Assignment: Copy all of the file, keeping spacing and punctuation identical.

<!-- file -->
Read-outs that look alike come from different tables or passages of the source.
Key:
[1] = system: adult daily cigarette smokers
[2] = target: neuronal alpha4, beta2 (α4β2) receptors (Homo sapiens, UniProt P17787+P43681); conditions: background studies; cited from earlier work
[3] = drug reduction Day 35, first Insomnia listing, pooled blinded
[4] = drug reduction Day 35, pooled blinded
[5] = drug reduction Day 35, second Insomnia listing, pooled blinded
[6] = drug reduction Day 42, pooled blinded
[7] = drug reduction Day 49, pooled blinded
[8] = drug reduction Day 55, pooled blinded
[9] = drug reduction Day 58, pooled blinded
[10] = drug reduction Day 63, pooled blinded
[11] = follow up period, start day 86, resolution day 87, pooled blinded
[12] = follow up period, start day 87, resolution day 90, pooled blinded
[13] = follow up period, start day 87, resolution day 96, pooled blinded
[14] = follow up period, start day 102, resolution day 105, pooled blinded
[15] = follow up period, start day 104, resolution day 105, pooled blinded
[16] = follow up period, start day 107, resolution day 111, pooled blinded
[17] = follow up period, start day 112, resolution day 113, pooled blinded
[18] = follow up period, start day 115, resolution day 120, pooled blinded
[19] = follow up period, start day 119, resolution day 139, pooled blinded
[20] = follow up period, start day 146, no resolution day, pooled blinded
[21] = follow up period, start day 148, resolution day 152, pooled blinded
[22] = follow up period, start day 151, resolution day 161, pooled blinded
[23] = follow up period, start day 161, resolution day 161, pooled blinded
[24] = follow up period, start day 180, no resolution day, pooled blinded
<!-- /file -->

Read-outs that look alike come from different tables or passages of the source.
Key:
[1] = system: adult daily cigarette smokers
[2] = target: neuronal alpha4, beta2 (α4β2) receptors (Homo sapiens, UniProt P17787+P43681); conditions: background studies; cited from earlier work
[3] = drug reduction Day 35, first Insomnia listing, pooled blinded
[4] = drug reduction Day 35, pooled blinded
[5] = drug reduction Day 35, second Insomnia listing, pooled blinded
[6] = drug reduction Day 42, pooled blinded
[7] = drug reduction Day 49, pooled blinded
[8] = drug reduction Day 55, pooled blinded
[9] = drug reduction Day 58, pooled blinded
[10] = drug reduction Day 63, pooled blinded
[11] = follow up period, start day 86, resolution day 87, pooled blinded
[12] = follow up period, start day 87, resolution day 90, pooled blinded
[13] = follow up period, start day 87, resolution day 96, pooled blinded
[14] = follow up period, start day 102, resolution day 105, pooled blinded
[15] = follow up period, start day 104, resolution day 105, pooled blinded
[16] = follow up period, start day 107, resolution day 111, pooled blinded
[17] = follow up period, start day 112, resolution day 113, pooled blinded
[18] = follow up period, start day 115, resolution day 120, pooled blinded
[19] = follow up period, start day 119, resolution day 139, pooled blinded
[20] = follow up period, start day 146, no resolution day, pooled blinded
[21] = follow up period, start day 148, resolution day 152, pooled blinded
[22] = follow up period, start day 151, resolution day 161, pooled blinded
[23] = follow up period, start day 161, resolution day 161, pooled blinded
[24] = follow up period, start day 180, no resolution day, pooled blinded